Of course, Margaret’s famous late-life marriage to gay porn star Jack Wrangler was a subject of considerable gossip, and put Miss Whiting into another sphere of celebrity, especially in Manhattan. Reportedly, when Miss Whiting decided she really wanted to get serious with their relationship, Jack exclaimed, “But, I’m gay!” Miss Whiting coolly replied, “Only around the edges, dear.”

In any event, they did marry and were happy for over 20 years. Mr. Wrangler died two years ago.

Her family asks that in lieu of flowers, donations be made to The Johnny Mercer Foundation, c/o Prager and Fenton,  675 Third Avenue, New York, NY 10017.

5 comments so far.

  1. avatar Baby Snooks says:

    I think the considerable gossip was the result of the “notoriety” involved in the marriage. It wasn’t that Margaret Whiting had married a man everyone knew was gay but had married a man everyone knew was a very famous gay porn star.  And I think it irritated everyone that they stay married. Happily so.  For over 20 years. Despite the “notoriety” so to speak. It probably irritated the women who had also married men everyone knew was gay who had also stayed married but not necessarily happily so more than anyone else. I thought it was grand at the time. I thought it was still grand when he died.  Love is grand. And that was love.  Not all the things everyone very nastily said it was. At the time and later when he died.  And no doubt now that she has died.  The schadenfreuede.  At its worst.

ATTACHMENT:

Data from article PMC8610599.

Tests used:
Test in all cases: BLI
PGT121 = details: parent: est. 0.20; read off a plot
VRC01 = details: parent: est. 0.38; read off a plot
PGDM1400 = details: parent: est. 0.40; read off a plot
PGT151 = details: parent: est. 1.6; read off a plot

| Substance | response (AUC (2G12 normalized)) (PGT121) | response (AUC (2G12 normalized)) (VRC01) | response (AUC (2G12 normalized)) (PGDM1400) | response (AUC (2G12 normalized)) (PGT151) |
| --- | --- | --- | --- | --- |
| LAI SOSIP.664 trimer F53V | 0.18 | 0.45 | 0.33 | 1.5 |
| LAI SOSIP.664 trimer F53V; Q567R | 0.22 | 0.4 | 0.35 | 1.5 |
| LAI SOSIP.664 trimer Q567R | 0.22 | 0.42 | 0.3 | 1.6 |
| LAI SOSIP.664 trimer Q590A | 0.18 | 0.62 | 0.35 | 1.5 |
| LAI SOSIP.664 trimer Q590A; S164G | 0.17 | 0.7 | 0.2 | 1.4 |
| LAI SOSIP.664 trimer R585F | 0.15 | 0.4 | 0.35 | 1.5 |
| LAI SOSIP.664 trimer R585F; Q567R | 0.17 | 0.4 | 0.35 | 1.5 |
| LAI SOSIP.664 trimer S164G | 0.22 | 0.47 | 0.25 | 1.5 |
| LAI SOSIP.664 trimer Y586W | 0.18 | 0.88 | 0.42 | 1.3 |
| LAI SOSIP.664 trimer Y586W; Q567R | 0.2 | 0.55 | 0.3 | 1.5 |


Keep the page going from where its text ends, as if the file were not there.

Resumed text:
2. avatar Lila says:

    We first saw the original Star Trek as reruns in 1970-72, and we neighborhood kids would have adventures playing the characters.  I despised Nurse Chapel and the Yeoman (did she even have a name?), but loved Uhura.  She was part of the inner circle, she went on away teams, she had real importance on the crew.  Her race was no more significant to me than hair color or shoe size; all I saw was that she was competent, and equal to any of the men on the show.